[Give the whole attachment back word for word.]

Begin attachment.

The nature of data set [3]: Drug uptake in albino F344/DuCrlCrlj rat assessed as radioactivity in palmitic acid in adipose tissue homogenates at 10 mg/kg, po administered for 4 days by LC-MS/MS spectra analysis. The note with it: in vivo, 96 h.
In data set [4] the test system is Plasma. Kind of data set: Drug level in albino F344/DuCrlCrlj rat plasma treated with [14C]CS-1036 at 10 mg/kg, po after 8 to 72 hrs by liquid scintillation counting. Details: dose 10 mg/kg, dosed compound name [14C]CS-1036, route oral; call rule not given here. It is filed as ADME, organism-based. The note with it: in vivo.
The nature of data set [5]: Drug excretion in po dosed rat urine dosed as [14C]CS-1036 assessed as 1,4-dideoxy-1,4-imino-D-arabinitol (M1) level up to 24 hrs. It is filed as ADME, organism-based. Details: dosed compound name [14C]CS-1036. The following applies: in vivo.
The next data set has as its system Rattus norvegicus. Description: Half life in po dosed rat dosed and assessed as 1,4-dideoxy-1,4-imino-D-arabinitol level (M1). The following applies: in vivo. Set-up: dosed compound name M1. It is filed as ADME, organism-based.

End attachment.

The nature of data set [3]: Drug uptake in albino F344/DuCrlCrlj rat assessed as radioactivity in palmitic acid in adipose tissue homogenates at 10 mg/kg, po administered for 4 days by LC-MS/MS spectra analysis. The note with it: in vivo, 96 h.
In data set [4] the test system is Plasma. Kind of data set: Drug level in albino F344/DuCrlCrlj rat plasma treated with [14C]CS-1036 at 10 mg/kg, po after 8 to 72 hrs by liquid scintillation counting. Details: dose 10 mg/kg, dosed compound name [14C]CS-1036, route oral; call rule not given here. It is filed as ADME, organism-based. The note with it: in vivo.
The nature of data set [5]: Drug excretion in po dosed rat urine dosed as [14C]CS-1036 assessed as 1,4-dideoxy-1,4-imino-D-arabinitol (M1) level up to 24 hrs. It is filed as ADME, organism-based. Details: dosed compound name [14C]CS-1036. The following applies: in vivo.
The next data set has as its system Rattus norvegicus. Description: Half life in po dosed rat dosed and assessed as 1,4-dideoxy-1,4-imino-D-arabinitol level (M1). The following applies: in vivo. Set-up: dosed compound name M1. It is filed as ADME, organism-based.